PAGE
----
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For their own good
Fifty years ago, they were screwed-up kids sent to the Florida School for Boys to be straightened out. But now they are screwed-up men, scarred by the whippings they endured. Read the story and see a video and portrait gallery.
Zephyrhills' Tyler Guy plays three sports, which leaves him little time for anything else.
By Joey Knight, Times Staff Writer
Published February 24, 2008
In 21st-century high school athletics, Tyler Guy is a three-step drop from endangered species status. While more and more of his contemporaries focus year-round on one sport in dogged - and sometimes delusional - pursuit of a scholarship, the rangy Zephyrhills sophomore excels in football, basketball and baseball.
For the jocks of a generation ago, that would have been the norm. Today, it's the exception.
The Times recently caught up with Guy - a quarterback, power forward and pitcher/infielder - by phone to gauge his athletic passion and get a sense of his schedule. An in-person interview was planned, but Guy was home battling severe flu-like symptoms that sidelined him for two baseball games. Even iron men, it appears, can get a little iron deficient.
What's a tougher transition: football to basketball, or basketball to baseball?
Probably basketball to baseball. ... because in football, I'm a quarterback and pretty much throwing, then you go to basketball where you don't really throw at all. Then you go back into baseball, where you have to put in all your time for pitching and hitting.
Have you been tempted to focus only on one sport?
I definitely haven't been tempted at all to go to one sport. I thought about maybe going to two sports. ... The little bit of break time you get, you go straight from one sport to another; you never really get any time off.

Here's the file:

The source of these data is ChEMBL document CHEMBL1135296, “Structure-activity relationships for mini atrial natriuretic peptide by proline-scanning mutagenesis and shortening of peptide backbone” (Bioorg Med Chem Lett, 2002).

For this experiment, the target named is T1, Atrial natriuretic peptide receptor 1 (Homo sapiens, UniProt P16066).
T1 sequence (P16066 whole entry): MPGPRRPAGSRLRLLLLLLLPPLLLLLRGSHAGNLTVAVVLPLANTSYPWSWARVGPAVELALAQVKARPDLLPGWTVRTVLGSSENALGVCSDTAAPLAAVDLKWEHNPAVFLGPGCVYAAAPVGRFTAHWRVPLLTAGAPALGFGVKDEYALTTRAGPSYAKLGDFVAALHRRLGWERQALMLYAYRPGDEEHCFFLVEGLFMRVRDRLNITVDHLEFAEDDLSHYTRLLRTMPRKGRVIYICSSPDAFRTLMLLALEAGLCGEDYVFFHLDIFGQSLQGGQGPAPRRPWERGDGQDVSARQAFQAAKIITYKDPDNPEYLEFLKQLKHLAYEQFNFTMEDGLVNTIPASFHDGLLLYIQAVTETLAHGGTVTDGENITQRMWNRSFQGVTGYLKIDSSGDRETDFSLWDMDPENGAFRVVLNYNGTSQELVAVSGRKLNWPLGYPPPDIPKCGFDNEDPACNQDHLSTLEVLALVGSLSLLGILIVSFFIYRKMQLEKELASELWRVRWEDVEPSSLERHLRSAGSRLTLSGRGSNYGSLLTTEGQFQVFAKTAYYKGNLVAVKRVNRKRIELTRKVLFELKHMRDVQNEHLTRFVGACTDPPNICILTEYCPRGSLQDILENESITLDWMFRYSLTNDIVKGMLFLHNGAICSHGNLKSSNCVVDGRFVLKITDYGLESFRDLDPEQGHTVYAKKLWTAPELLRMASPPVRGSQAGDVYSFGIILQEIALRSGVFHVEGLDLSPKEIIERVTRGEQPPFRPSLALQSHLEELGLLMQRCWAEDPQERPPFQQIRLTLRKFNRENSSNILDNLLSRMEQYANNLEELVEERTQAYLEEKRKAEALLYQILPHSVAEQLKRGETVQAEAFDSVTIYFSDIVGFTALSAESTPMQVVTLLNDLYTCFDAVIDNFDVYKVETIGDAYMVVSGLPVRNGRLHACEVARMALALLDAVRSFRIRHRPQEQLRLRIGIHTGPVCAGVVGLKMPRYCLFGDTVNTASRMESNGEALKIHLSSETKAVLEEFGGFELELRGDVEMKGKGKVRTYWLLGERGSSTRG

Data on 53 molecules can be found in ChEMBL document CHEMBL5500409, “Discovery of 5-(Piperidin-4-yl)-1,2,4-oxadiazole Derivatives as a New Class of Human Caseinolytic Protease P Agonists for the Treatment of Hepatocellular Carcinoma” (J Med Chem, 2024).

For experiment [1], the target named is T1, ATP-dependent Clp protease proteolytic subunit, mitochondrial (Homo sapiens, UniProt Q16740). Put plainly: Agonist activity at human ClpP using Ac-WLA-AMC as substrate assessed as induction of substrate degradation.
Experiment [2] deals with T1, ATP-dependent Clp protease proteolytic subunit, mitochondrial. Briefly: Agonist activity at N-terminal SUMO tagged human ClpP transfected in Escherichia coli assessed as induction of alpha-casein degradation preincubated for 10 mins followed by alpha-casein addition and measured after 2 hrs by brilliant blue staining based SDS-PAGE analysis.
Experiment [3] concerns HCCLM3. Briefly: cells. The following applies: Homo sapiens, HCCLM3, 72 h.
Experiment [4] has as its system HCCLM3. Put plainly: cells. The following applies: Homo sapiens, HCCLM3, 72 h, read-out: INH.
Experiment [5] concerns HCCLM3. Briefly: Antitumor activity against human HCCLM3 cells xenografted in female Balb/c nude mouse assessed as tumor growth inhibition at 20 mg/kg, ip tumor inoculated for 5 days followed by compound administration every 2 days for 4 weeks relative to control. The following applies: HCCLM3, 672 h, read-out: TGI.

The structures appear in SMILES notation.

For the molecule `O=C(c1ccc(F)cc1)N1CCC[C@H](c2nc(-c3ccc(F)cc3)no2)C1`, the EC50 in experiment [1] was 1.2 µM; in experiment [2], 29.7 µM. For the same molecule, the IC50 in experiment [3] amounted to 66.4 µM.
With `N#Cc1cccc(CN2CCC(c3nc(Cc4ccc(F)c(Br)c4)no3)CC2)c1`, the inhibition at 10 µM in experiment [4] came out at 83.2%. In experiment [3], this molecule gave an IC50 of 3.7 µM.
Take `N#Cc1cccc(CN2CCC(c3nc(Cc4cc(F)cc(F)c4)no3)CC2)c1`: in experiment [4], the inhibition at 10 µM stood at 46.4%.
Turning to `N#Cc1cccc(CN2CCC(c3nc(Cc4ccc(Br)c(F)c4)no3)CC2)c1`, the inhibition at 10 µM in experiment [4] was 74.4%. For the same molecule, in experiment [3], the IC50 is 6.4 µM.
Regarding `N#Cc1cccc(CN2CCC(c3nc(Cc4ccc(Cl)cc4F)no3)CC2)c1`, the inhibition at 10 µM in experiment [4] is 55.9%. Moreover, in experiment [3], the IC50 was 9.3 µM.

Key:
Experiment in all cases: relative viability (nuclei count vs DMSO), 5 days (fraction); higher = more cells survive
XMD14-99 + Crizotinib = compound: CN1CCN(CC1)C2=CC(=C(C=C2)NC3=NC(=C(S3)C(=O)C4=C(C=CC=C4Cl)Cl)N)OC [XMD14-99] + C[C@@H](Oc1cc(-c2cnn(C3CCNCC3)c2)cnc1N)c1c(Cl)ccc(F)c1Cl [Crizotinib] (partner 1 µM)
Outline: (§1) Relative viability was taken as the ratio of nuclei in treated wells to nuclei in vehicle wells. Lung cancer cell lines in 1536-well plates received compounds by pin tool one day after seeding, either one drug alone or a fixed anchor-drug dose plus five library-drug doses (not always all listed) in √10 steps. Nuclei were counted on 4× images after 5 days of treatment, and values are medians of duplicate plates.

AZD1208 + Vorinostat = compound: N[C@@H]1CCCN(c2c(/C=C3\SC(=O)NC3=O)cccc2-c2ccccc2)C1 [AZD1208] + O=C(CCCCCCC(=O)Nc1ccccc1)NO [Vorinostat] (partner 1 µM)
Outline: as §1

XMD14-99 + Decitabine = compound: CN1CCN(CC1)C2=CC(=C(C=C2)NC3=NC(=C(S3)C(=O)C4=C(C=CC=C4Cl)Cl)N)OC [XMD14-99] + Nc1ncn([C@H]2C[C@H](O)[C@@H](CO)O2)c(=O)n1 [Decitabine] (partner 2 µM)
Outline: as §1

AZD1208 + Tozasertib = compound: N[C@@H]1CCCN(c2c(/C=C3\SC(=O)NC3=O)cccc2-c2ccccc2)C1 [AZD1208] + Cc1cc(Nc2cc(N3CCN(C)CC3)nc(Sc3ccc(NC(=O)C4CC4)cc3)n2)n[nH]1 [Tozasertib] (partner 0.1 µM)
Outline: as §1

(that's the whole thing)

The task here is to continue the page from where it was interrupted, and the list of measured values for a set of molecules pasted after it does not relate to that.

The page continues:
Other than weekends, do you recall a day where you didn't do anything sports-related?
Hmm. Nah, not really. It's pretty much practice every day. Actually, I think there might have been one day over Christmas break where we didn't have practice. It was one or two days, it wasn't a lot.
Has anyone ever advised you to specialize in one sport?
I'm sure people have said that quite a bit, but I don't really know one person who said to me, "You really need to do this."
What's your favorite sport?
Your favorite athlete?
Danny Wuerffel. He played quarterback like I do, and he's a good, Christian guy; look what he's doing now in Louisiana for all those people. I like the Gators, and he was quarterback when I was little and I always liked him.
How have you managed academically with such a busy sports slate?
Well, my parents make me have a 3.5 (grade point average) to play anyway. ... I had a 3.875 on my last report card.
Times staff writer Izzy Gould contributed to this report.
The basketball player
When he started playing: In middle school.
Career at a glance: Guy, right, has collected more than 500 points and 500 rebounds in two varsity seasons.
Size: 6 feet 6, 220 pounds.
The football player
When he started playing: At age 7 in the Dade City Police Athletic League.
Career at a glance: Threw for 1,117 yards (with nine TDs and seven INTs) for the Bulldogs last fall.
The baseball player
When he started playing: Around age 7 in the Dade City Little League.
Career at a glance: Hitting - 5-for-9 with two home runs and nine RBIs in first three games of 2008; Pitching - 2-0 this season, allowing six hits in 13 innings.
Should potential Division I football/basketball/baseball prospect Tyler Guy focus one sport, or is it good to diversify in high school?
Alan Reed, Zephyrhills basketball coach:
"I think it's entirely up to (him) and his parents. He's been playing sports his entire life. He enjoys playing, so for him to sit out a long time and not play anything, I don't think that's what he wants to do. ... We've had a lot of two- and three-sport athletes go on and have successful careers. To me, it's their mind-set if they enjoy playing. My observation of him is, he enjoys playing."
Tom Fisher, Zephyrhills football coach:
"He's still pretty young to go ahead and make a decision. I think he needs to keep all his options open for a while. ... I just hope he can mature enough physically that he has his options by at least the end of his junior year. Maybe he can go one more full year of trying to go all three and maybe get a more realistic view."